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Navi­ga­ting the seas of custo­mer expe­ri­ence manage­ment today might be com­pa­red to the chal­len­ges of the anci­ent mari­ners explo­ring new ter­ri­to­ries. Custo­mer expec­ta­ti­ons, always on the move, are trans­forming with each new inno­va­ti­on in com­mu­ni­ca­ti­ons.

Like tho­se unknown waters of the once unchar­ted oce­ans it is dif­fi­cult to know the sea lanes of posi­ti­ve custo­mer inter­ac­tions from the rocky sho­als of dis­sa­tis­fied custo­mers and cli­ents. One of the ways that the tides of custo­mer pre­fe­rence are shif­ting are how buy­ers and cli­ents wish to com­mu­ni­ca­te with orga­ni­za­ti­ons. The impor­t­an­ce of the voice con­ver­sa­ti­on is ebbing. Espe­ci­al­ly for the up and com­ing genera­ti­ons of con­su­mers the tide of voice is on the wane.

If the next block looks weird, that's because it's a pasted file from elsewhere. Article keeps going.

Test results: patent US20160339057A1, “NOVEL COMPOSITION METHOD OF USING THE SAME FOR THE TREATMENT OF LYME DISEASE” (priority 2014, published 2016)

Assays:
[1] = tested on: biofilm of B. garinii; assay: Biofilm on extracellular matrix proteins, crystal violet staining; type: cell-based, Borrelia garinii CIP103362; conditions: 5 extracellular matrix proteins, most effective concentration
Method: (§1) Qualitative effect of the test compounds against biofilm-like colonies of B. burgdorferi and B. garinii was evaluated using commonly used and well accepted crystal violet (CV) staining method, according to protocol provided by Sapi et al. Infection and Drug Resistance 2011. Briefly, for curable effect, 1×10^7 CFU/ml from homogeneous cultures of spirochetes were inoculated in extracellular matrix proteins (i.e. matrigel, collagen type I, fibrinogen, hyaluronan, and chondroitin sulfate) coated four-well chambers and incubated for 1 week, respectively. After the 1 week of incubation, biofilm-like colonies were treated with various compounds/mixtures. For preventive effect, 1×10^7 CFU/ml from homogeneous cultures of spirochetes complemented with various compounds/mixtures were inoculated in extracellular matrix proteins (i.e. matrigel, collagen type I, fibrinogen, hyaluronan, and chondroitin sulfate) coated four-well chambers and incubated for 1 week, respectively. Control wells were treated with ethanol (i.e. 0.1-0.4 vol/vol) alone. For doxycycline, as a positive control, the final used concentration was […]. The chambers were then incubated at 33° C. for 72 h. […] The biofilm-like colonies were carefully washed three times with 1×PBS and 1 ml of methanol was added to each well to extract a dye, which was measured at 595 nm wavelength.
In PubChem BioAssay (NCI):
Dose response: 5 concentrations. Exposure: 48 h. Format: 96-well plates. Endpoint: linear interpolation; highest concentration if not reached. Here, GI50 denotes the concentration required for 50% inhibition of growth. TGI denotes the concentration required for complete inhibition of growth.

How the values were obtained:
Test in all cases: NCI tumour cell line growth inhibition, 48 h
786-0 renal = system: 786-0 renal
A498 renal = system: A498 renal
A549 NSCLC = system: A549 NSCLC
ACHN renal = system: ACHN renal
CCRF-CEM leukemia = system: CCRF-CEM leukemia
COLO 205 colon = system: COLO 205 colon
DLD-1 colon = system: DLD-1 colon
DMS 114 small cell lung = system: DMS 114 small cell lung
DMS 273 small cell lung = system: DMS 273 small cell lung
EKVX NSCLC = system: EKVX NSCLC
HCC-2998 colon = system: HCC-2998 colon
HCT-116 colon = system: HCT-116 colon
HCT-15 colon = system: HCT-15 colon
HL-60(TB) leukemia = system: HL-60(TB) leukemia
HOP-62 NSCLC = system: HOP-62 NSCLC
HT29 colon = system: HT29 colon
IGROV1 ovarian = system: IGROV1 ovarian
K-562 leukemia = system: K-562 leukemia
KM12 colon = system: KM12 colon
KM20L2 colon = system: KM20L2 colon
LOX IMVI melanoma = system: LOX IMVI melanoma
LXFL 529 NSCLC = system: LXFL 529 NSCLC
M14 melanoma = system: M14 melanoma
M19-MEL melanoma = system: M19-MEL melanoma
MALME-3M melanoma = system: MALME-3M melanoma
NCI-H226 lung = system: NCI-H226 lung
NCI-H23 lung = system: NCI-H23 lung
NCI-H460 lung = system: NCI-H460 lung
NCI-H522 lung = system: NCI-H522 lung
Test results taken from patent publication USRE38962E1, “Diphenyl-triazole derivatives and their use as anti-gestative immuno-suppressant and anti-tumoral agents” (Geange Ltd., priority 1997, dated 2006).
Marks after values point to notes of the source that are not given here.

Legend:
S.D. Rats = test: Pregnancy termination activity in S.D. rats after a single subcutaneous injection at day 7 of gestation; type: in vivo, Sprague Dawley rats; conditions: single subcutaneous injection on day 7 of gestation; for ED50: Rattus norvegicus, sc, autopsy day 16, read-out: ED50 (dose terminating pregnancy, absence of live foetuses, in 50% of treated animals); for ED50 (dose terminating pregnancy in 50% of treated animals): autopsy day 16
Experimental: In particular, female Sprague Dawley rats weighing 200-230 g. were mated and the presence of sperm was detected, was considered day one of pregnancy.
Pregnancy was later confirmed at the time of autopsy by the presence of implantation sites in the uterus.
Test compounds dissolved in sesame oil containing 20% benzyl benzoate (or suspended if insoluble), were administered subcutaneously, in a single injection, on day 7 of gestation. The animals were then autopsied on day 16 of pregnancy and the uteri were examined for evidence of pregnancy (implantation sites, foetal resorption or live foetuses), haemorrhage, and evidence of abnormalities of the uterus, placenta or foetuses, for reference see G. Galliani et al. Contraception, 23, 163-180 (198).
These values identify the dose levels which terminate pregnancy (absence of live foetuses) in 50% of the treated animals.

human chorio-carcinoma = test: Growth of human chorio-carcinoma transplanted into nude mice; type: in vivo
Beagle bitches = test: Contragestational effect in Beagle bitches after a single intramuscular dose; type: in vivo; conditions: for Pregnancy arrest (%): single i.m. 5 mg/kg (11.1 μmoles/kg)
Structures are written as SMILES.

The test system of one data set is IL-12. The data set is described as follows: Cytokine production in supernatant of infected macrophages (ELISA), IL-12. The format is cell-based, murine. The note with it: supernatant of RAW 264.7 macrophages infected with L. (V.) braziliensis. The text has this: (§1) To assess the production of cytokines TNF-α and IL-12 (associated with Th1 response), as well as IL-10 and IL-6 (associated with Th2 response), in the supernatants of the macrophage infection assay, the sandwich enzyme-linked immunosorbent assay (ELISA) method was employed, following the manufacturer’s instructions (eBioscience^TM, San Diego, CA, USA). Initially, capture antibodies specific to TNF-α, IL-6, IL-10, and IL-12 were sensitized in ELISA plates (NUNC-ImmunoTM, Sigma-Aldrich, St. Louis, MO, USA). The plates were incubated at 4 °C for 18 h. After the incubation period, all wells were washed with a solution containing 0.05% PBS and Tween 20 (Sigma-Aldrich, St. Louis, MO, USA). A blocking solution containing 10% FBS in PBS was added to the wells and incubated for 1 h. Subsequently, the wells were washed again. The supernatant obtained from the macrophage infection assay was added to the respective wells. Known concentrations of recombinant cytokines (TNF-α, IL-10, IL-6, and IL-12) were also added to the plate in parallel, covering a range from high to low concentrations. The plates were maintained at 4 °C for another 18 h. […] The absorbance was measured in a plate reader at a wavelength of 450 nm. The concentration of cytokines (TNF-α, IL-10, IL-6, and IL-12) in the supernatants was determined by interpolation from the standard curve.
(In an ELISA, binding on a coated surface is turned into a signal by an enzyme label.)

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The Small Busi­ness Admi­nis­tra­ti­on quo­tes Niel­sen as say­ing, “Except for the 65-plus age group, teen­agers talk the least on their pho­nes.” The trend is just as appa­rent in the next two more seni­or demo­gra­phics. Accord­ing to the Expe­ri­an Mar­ke­ting Ser­vices’ 2013 Digi­tal Mar­ke­ter, “48 per­cent of adults ages 18 to 24 say that a con­ver­sa­ti­on via text mes­sa­ge is just as mea­ning­ful as a tele­pho­ne call.”

This same demo­gra­phic the report con­ti­nues, sends or recei­ve 3,853 texts in an average month. As a parent of two in this age group I can attest to the­se num­bers. When I wish to reach my sons, I text them. Expe­ri­an goes on to point out that text messa­ging is also beco­m­ing increa­singly important to other buy­ing groups. One important examp­le are tho­se 25 to 34 who have made a recent dra­ma­tic shift to valuing text messa­ging as a com­mu­ni­ca­ti­on medi­um. Yet, while map­ping a cour­se to pro­fit and custo­mer sustai­na­bi­li­ty, rela­tively few orga­ni­za­ti­ons today have dis­co­ve­r­ed text messa­ging.